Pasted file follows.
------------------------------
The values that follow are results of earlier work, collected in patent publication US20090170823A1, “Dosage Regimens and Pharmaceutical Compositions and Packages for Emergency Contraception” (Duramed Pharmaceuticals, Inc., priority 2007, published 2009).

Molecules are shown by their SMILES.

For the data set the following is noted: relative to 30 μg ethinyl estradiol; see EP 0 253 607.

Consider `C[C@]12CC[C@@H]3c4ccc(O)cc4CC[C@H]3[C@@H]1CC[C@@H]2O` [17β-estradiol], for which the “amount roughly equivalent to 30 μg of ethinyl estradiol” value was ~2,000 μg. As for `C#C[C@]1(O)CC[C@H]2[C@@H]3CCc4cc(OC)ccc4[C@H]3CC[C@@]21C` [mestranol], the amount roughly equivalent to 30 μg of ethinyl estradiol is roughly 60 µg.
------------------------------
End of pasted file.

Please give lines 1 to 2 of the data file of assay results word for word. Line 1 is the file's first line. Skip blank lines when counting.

The values that follow are results of earlier work, collected in patent publication US20090170823A1, “Dosage Regimens and Pharmaceutical Compositions and Packages for Emergency Contraception” (Duramed Pharmaceuticals, Inc., priority 2007, published 2009).

Molecules are shown by their SMILES.